Finally, beyond the field of learning, we should also notice the fashion of the selfies (in all their variants including the #MuseumSelfie) that encourage us to take photos of ourselves with or without filters to spread them on the net. In the cultural case, although it should be recognised that there is a certain degree of positive popularisation and rejuvenating of the centres, they also make us consider to what extent the photograph is used as a trophy just to prove that we have been in a certain place in front of the online community itself.

Cristina Martín

Related links
To ban or not to ban photography
Creative Commons
What is #MuseumSelfie Day?

  • Pilar
    July 18, 2014

    Me parece muy interesante esta entrada, puede generar muchos debates, porque por ejemplo en muchos museos está prohibido el uso de teléfonos móviles, pero…¿y si el museo tiene una app? ¿cómo se soluciona esta cuestión? ¿móviles para unos usos si y para otros no?

  • Cristina Martin
    July 18, 2014

    En efecto Pilar, los nuevos usos que se les puede dar a los móviles dentro de las salas de los museos hacen replantearse las normativas existentes. No obstante, cada centro es un caso distinto y habrá que ver como se van articulando en el cambiante entorno tecnológico. Muchas gracias por tu aportación.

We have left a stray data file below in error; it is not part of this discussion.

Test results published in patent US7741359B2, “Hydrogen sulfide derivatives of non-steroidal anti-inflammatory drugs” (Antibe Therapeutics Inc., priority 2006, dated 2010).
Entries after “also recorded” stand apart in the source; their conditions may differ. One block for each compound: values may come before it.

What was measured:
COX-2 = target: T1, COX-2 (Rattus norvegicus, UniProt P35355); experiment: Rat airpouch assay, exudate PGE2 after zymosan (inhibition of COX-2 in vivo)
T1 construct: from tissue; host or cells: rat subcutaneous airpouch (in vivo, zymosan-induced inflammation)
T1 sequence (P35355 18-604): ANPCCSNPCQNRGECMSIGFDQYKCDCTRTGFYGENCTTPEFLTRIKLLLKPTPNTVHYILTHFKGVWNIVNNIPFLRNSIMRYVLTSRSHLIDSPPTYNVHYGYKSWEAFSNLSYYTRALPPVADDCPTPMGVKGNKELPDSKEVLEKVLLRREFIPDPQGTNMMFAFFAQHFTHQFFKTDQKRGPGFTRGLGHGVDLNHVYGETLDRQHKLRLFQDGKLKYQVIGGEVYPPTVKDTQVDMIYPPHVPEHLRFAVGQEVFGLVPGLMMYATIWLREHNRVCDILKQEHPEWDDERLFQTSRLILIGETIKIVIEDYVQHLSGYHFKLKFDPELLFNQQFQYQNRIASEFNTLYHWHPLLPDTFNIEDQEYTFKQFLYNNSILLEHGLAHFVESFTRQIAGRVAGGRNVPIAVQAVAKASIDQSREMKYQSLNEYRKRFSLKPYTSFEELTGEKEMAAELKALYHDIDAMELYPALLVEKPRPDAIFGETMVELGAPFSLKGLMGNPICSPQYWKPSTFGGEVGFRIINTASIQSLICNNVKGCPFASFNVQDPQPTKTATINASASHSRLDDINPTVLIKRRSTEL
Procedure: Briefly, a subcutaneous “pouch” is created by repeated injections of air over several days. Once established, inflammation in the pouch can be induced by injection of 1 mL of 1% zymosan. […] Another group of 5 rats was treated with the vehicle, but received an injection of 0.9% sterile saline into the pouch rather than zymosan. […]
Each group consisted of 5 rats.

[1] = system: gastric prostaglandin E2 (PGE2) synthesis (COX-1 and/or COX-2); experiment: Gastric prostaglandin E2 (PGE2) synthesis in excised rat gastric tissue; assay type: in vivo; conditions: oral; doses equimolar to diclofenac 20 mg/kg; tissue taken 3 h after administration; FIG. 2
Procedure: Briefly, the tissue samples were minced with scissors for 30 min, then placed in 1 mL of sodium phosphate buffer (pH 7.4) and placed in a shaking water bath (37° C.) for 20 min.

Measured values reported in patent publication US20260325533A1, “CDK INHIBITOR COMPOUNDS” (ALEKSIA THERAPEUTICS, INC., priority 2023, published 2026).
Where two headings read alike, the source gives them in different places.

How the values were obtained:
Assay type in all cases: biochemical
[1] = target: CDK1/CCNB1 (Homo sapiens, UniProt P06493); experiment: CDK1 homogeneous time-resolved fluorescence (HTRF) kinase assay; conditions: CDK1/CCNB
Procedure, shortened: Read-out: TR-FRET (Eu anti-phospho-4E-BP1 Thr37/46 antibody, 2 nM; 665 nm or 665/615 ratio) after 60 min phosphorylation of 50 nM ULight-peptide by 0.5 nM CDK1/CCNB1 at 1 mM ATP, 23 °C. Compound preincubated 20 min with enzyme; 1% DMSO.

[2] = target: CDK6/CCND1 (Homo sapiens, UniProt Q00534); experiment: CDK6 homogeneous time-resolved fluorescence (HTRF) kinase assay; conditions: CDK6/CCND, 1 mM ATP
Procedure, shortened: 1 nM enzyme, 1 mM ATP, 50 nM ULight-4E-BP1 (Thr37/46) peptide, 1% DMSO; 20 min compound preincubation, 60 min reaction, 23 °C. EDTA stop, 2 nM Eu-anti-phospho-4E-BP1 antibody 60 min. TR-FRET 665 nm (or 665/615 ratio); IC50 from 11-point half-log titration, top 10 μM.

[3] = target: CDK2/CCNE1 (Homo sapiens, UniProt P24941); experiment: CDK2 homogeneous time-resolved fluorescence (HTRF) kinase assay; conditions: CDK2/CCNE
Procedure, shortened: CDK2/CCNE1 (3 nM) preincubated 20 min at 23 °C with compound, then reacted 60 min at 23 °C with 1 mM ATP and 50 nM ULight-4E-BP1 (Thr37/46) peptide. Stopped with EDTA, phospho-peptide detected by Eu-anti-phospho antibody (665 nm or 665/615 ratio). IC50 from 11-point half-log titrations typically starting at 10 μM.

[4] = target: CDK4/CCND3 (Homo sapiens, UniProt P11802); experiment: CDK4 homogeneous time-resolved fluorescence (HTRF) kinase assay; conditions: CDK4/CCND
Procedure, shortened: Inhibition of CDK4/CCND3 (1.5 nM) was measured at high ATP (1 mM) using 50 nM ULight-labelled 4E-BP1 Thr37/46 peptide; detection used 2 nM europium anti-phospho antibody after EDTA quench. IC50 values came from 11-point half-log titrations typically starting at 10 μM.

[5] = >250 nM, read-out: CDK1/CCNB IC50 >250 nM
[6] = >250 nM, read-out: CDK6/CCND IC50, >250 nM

• Anna Guarro
    July 21, 2014

    Adjunto un article sobre mirar i recordar a través del dibuix i/o la fotografia:
    Why you should stop taking pictures on your phone – and learn to draw

  • Conxa Rodà
    August 1, 2014

    Certament és un debat obert ben viu i interessant.
    Des del punt de vista dels visitants, costa entendre per què encara a molts museus que no són d’art contemporani no és permès de fer fotografies.
    Tots recordem l’enrenou quan el Museu d’Orsay va decidir al 2010 prohibir fer fotos i la contra-resposta del col·lectiu “Orsay Commons”.

    I com a bona pràctica aquest 2014, d’aplicació als museus nacionals francesos, recomano “Tous photographes! La charte des bonnes pratiques dans les établissements patrimoniaux” del Ministeri de Cultura i Comunicació francès!-La-charte-des-bonnes-pratiques-dans-les-etablissements-patrimoniaux

    Estableix pautes per fer fotos de manera cívica sense molestar altres visitants ni perjudicar les obres.
    Com sempre, la gràcia rau en contemporitzar llibertat dels usuaris de fer i compartir imatges, amb el respecte a drets i obres.

    Estic fermament convençuda que les iamtges dels nostres museus i col·leccions que els visitants publiquen són un molt bon element de difusió i una via excel·lent per arribar a nous públics.

  • Ane
    August 6, 2014

    Se ha dicho y escrito mucho sobre este tema. ¿El flash daña las obras de arte? ¿Por qué no se pueden hacer fotos sin flash? ¿y los derechos legales de reproducción? ¿no es absurdo fotografiar un cuadro? ¿distrae? Pero indistintamente de estas cuestiones, es verdad que muchas veces es irresistible sacar la cámara dentro de un museo y con un poco de arte se pueden conseguir escenas verdaderamente maravillosas… por ejemplo:

Leave a Reply

Your email address will not be published.

Captcha: *